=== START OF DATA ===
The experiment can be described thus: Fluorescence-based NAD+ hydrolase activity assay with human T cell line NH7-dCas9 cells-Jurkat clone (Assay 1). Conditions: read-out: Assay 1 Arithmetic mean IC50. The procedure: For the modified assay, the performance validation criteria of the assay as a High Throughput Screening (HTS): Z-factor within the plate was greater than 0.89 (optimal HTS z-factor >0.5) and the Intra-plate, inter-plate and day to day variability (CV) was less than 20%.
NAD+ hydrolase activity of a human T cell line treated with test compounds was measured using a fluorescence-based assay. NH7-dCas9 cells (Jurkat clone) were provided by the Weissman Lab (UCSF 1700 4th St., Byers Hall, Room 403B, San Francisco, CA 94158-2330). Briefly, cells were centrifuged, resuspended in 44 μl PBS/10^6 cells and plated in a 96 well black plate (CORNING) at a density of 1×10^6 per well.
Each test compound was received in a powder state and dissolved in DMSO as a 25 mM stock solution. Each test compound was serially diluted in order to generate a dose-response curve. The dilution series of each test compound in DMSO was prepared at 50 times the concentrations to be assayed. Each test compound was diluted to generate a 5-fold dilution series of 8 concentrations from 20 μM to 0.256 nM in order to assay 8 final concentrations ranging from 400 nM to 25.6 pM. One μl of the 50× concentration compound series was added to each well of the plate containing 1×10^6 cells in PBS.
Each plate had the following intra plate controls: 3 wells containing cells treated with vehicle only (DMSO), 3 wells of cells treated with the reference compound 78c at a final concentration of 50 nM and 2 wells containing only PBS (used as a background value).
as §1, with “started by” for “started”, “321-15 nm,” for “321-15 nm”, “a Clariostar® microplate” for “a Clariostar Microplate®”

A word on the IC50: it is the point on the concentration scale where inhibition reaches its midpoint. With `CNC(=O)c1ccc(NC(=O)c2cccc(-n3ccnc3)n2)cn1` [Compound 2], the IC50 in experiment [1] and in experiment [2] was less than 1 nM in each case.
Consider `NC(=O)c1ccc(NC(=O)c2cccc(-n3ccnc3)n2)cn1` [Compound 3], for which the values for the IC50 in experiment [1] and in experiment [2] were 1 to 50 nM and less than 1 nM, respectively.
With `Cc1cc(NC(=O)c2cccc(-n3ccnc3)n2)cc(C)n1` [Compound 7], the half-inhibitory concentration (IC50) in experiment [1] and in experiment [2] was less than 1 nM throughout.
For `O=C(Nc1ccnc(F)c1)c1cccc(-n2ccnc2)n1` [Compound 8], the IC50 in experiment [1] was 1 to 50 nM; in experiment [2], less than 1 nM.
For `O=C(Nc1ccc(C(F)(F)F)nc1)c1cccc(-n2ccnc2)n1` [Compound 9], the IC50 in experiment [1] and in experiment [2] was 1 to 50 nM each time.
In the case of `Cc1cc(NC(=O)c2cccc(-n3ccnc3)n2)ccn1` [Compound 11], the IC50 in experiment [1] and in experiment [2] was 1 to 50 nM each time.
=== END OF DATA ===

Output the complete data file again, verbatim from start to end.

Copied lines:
The experiment can be described thus: Fluorescence-based NAD+ hydrolase activity assay with human T cell line NH7-dCas9 cells-Jurkat clone (Assay 1). Conditions: read-out: Assay 1 Arithmetic mean IC50. The procedure: For the modified assay, the performance validation criteria of the assay as a High Throughput Screening (HTS): Z-factor within the plate was greater than 0.89 (optimal HTS z-factor >0.5) and the Intra-plate, inter-plate and day to day variability (CV) was less than 20%.
NAD+ hydrolase activity of a human T cell line treated with test compounds was measured using a fluorescence-based assay. NH7-dCas9 cells (Jurkat clone) were provided by the Weissman Lab (UCSF 1700 4th St., Byers Hall, Room 403B, San Francisco, CA 94158-2330). Briefly, cells were centrifuged, resuspended in 44 μl PBS/10^6 cells and plated in a 96 well black plate (CORNING) at a density of 1×10^6 per well.
Each test compound was received in a powder state and dissolved in DMSO as a 25 mM stock solution. Each test compound was serially diluted in order to generate a dose-response curve. The dilution series of each test compound in DMSO was prepared at 50 times the concentrations to be assayed. Each test compound was diluted to generate a 5-fold dilution series of 8 concentrations from 20 μM to 0.256 nM in order to assay 8 final concentrations ranging from 400 nM to 25.6 pM. One μl of the 50× concentration compound series was added to each well of the plate containing 1×10^6 cells in PBS.
Each plate had the following intra plate controls: 3 wells containing cells treated with vehicle only (DMSO), 3 wells of cells treated with the reference compound 78c at a final concentration of 50 nM and 2 wells containing only PBS (used as a background value).
as §1, with “started by” for “started”, “321-15 nm,” for “321-15 nm”, “a Clariostar® microplate” for “a Clariostar Microplate®”

A word on the IC50: it is the point on the concentration scale where inhibition reaches its midpoint. With `CNC(=O)c1ccc(NC(=O)c2cccc(-n3ccnc3)n2)cn1` [Compound 2], the IC50 in experiment [1] and in experiment [2] was less than 1 nM in each case.
Consider `NC(=O)c1ccc(NC(=O)c2cccc(-n3ccnc3)n2)cn1` [Compound 3], for which the values for the IC50 in experiment [1] and in experiment [2] were 1 to 50 nM and less than 1 nM, respectively.
With `Cc1cc(NC(=O)c2cccc(-n3ccnc3)n2)cc(C)n1` [Compound 7], the half-inhibitory concentration (IC50) in experiment [1] and in experiment [2] was less than 1 nM throughout.
For `O=C(Nc1ccnc(F)c1)c1cccc(-n2ccnc2)n1` [Compound 8], the IC50 in experiment [1] was 1 to 50 nM; in experiment [2], less than 1 nM.
For `O=C(Nc1ccc(C(F)(F)F)nc1)c1cccc(-n2ccnc2)n1` [Compound 9], the IC50 in experiment [1] and in experiment [2] was 1 to 50 nM each time.
In the case of `Cc1cc(NC(=O)c2cccc(-n3ccnc3)n2)ccn1` [Compound 11], the IC50 in experiment [1] and in experiment [2] was 1 to 50 nM each time.